Paul Bunyan – operetta in a Prologue and Two Acts to a libretto by W. H. Auden [performed in English and with word projection]
Voice of Paul Bunyan – Damian Lewis
Jonny Inkslinger / Balladeer – Mark Wilde
Hel Helson – Wyn Pencarreg
Tiny – Caryl Hughes
Hot Biscuit Slim – Ashley Catling
Sam Sharkey / Andy Anderson – Stuart Haycock
Ben Benny – Piotr Lempa
Fido – Abigail Kelly
Moppet – Amy J. Payne
Poppet / Moon – Emma Watkinson
Western Union Boy – Matt R. J. Ward
John Shears / Blues Singer – Adam Tunnicliffe
Cross Crosshaulson / Farmer – Matthew Sprange
Blues Singer / Crony – Johnny Herford
Blues Singer / Crony – Henry Manning
Jen Jenson / Crony – Maciek O’Shea
Pete Peterson – Simon Gfeller
Goose / Wind – Hannah Sawle
Goose – Lorna Bridge
Goose / Heron – Annabel Mountford
Blues Singer / Squirrel – Helen Johnson
Beetle – Susan Moore
Young Tree / Boy – Emily-Jane Thomas
ETO Chorus & Orchestra
Liam Steel – Director
Anna Fleischle – Designer
Guy Hoare – Lighting Designer
Dafydd Hall Williams – Assistant Director
Reviewed by: Curtis Rogers
Reviewed: 21 February, 2014
Venue: Linbury Studio Theatre at Royal Opera House, Covent Garden, London
For its present run, English Touring Opera has selected some interesting rarities from the British repertoire with Britten’s Paul Bunyan standing alongside Tippett’s King Priam. Both treat foundational national legends in very different ways, the former intriguingly so as W. H. Auden’s libretto draws on the stories about Bunyan, the giant lumberjack, demonstrating that even a relatively young nation like America has felt the need to create for itself a mythical past.
As often with sagas and legends, this one has a quasi-religious element, with the notionally once human Bunyan elevated to the status of a tutelary presence or genius. His confessional words at the end of Britten’s operetta, “I am Way, I am Act” surely echo Jesus’s “I am” sayings in St John’s Gospel, particularly “I am the Way, the Truth and the Life.” This seems all the more pointed given the religious identities and experiences of the immigrant lumberjacks are not referred to at all, except that Christmas happens to be celebrated near the end. Accordingly, this production does not attempt to reincarnate Bunyan in human form, but preserves him as an unseen force, embodied in the amplified off-stage voice of Damian Lewis (of Forsyte Saga fame) – at once both friendly and sovereign.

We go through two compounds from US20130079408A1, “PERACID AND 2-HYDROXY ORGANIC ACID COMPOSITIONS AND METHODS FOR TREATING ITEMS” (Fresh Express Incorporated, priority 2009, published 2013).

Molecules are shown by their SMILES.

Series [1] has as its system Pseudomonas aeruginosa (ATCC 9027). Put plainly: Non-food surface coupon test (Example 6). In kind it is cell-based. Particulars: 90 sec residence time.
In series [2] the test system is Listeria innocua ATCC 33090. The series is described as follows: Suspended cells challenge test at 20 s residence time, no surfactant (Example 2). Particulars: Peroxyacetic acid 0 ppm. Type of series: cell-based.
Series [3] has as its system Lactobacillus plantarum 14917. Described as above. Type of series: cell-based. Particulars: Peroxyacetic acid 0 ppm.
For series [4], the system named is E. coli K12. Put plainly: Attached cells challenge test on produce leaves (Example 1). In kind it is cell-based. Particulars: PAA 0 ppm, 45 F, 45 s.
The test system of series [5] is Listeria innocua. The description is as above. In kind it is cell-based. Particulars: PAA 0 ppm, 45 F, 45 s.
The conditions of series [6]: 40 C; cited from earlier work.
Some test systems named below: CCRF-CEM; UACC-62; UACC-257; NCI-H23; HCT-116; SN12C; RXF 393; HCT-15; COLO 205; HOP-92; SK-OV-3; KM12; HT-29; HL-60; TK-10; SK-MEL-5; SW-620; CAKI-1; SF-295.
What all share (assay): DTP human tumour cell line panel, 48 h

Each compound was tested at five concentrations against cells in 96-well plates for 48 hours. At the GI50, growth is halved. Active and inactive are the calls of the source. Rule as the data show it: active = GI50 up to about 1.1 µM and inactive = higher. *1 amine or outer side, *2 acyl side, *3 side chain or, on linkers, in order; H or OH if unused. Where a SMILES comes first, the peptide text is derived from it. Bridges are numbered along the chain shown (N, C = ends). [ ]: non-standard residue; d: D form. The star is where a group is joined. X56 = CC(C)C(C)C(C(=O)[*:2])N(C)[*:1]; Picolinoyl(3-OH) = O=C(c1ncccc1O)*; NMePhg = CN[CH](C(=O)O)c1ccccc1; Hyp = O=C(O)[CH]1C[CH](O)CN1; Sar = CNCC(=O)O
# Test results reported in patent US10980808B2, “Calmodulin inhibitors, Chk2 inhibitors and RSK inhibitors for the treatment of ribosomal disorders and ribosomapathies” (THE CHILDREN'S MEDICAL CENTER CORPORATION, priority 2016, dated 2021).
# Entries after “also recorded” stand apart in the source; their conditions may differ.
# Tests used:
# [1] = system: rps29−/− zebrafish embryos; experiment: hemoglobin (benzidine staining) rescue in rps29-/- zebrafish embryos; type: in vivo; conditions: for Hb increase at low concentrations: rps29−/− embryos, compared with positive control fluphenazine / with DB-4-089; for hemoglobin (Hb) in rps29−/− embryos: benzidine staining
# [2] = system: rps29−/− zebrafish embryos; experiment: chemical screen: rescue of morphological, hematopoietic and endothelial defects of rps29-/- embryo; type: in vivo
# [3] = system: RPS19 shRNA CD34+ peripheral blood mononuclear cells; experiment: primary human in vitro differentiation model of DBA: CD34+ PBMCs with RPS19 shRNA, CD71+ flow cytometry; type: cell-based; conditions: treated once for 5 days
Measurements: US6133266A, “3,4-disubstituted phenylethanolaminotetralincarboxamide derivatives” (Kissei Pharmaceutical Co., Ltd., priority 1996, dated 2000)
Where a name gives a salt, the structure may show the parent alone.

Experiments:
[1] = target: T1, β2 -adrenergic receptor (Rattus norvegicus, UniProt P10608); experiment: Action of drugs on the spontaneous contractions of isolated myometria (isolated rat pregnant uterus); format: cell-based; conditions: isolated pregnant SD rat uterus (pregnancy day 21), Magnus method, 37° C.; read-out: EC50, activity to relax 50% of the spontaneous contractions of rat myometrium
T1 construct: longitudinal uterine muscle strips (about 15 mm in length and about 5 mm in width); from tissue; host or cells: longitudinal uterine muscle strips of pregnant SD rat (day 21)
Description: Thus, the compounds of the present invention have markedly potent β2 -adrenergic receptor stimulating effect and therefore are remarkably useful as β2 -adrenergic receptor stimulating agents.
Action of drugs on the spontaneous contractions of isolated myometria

Aside from this, the staging is grounded in history, however generalised (or even fictional) the narrative which the work constructs (and satirises) in justification of the American Dream. It is set in a lumberjack camp, like a giant shack with bunk beds and other amenities bounded by walls of wooden boards. These presumably indicate the raw material of the forests which the community has set out to exploit to destructive and constructive ends. The camp is a microcosm of American society – and by extension all human society – as its individuals seek to satisfy their varied physical and intellectual desires, to assert their own positions and to break out of the confines imposed on them by force of circumstance.
Although Paul Bunyan is not a musically difficult score, it does call for a large number of diverse characters, which is tricky to realise successfully in every last detail. ETO’s cast hit the mark most of the time. The performers certainly enjoy and believe in a score that can easily seem contrived. It is not the fault of Liam Steel and his cast if the drama lacks a little panache and real individual style despite its synthesis of the traditions of Broadway musical, blues and European opera. Philip Sunderland and the orchestra did an excellent job in stitching the composite nature of the score into a coherent, dramatic flow right from the portentous opening. That said, at times the singers tended to treat the music in too much of a serious, operatic style, more brashness and vulgarity would not have been amiss in ‘Gold in the North came the blizzard to say’.
Among the principals, an ideal contrast was established between the sleek suaveness of Ashley Catling as Slim and the naivety and awkwardness of the more reserved Johnny Inkslinger as taken by Mark Wilde, whose rendition of the western-style ballad interludes was seemly and unforced. The two bad cooks Sam and Ben (whom Slim supplants) played by Stuart Haycock and Piotr Lempa, effected a camp disposition, especially in their fit of pique when the lumberjacks dare to ask for something other than soup and beans – Lempa’s performance was particularly amusing given his classically deep East European voice from low in the chest. As Slim’s beloved Tiny, Caryl Hughes was vocally dainty but alluring. Wyn Pencarreg characterised the role of Hel Helson – the lumberjacks’ foreman who attempts to usurp Bunyan’s leadership, but is eventually reconciled – as a mock-Wagnerian villain such as Hagen or Klingsor, while Matt Ward provided some nimble footwork in his two appearances as the Western Union Boy, delivering a telegram each time.
Despite a few caveats, this is all enormously enjoyable, a staging from which ETO can take much kudos. ETO is about to take Paul Bunyan on tour and it is well worth seeing. Not only that, with at least two other productions (by WNO and British Youth Opera) during Britten’s centenary last year, it may be a while before such a chance arises again.
- On tour until the end of May
- English Touring Opera